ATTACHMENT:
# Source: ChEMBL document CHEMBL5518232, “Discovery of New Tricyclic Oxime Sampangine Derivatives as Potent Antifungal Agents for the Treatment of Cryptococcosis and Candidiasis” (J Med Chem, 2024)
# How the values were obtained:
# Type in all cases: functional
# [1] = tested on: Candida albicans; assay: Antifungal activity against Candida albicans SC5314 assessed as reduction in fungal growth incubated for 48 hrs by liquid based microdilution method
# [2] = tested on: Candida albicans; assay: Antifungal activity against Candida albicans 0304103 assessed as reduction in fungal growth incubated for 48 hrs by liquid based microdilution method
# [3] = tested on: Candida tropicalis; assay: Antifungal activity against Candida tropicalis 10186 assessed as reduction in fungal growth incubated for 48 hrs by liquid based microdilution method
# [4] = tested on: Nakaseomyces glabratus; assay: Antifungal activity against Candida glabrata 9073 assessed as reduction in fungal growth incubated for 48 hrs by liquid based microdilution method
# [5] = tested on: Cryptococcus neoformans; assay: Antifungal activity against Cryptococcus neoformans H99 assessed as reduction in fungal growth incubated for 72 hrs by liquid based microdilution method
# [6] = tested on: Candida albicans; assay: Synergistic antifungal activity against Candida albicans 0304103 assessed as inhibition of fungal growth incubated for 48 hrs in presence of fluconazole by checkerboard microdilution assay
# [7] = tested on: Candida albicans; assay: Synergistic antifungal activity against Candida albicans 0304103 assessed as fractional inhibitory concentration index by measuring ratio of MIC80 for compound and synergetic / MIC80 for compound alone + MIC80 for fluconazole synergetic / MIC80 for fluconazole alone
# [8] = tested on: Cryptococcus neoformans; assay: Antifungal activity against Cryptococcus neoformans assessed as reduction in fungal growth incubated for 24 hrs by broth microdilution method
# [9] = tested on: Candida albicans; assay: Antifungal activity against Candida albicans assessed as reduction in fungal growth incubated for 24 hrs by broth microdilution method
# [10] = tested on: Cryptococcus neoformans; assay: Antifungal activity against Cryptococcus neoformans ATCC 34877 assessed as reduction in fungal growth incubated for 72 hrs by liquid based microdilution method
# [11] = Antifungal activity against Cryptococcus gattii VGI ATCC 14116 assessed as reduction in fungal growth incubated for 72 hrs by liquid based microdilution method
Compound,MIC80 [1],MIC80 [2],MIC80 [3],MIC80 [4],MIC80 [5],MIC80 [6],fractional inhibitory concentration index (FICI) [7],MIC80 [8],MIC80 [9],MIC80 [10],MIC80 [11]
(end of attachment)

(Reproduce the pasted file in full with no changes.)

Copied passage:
# Source: ChEMBL document CHEMBL5518232, “Discovery of New Tricyclic Oxime Sampangine Derivatives as Potent Antifungal Agents for the Treatment of Cryptococcosis and Candidiasis” (J Med Chem, 2024)
# How the values were obtained:
# Type in all cases: functional
# [1] = tested on: Candida albicans; assay: Antifungal activity against Candida albicans SC5314 assessed as reduction in fungal growth incubated for 48 hrs by liquid based microdilution method
# [2] = tested on: Candida albicans; assay: Antifungal activity against Candida albicans 0304103 assessed as reduction in fungal growth incubated for 48 hrs by liquid based microdilution method
# [3] = tested on: Candida tropicalis; assay: Antifungal activity against Candida tropicalis 10186 assessed as reduction in fungal growth incubated for 48 hrs by liquid based microdilution method
# [4] = tested on: Nakaseomyces glabratus; assay: Antifungal activity against Candida glabrata 9073 assessed as reduction in fungal growth incubated for 48 hrs by liquid based microdilution method
# [5] = tested on: Cryptococcus neoformans; assay: Antifungal activity against Cryptococcus neoformans H99 assessed as reduction in fungal growth incubated for 72 hrs by liquid based microdilution method
# [6] = tested on: Candida albicans; assay: Synergistic antifungal activity against Candida albicans 0304103 assessed as inhibition of fungal growth incubated for 48 hrs in presence of fluconazole by checkerboard microdilution assay
# [7] = tested on: Candida albicans; assay: Synergistic antifungal activity against Candida albicans 0304103 assessed as fractional inhibitory concentration index by measuring ratio of MIC80 for compound and synergetic / MIC80 for compound alone + MIC80 for fluconazole synergetic / MIC80 for fluconazole alone
# [8] = tested on: Cryptococcus neoformans; assay: Antifungal activity against Cryptococcus neoformans assessed as reduction in fungal growth incubated for 24 hrs by broth microdilution method
# [9] = tested on: Candida albicans; assay: Antifungal activity against Candida albicans assessed as reduction in fungal growth incubated for 24 hrs by broth microdilution method
# [10] = tested on: Cryptococcus neoformans; assay: Antifungal activity against Cryptococcus neoformans ATCC 34877 assessed as reduction in fungal growth incubated for 72 hrs by liquid based microdilution method
# [11] = Antifungal activity against Cryptococcus gattii VGI ATCC 14116 assessed as reduction in fungal growth incubated for 72 hrs by liquid based microdilution method
Compound,MIC80 [1],MIC80 [2],MIC80 [3],MIC80 [4],MIC80 [5],MIC80 [6],fractional inhibitory concentration index (FICI) [7],MIC80 [8],MIC80 [9],MIC80 [10],MIC80 [11]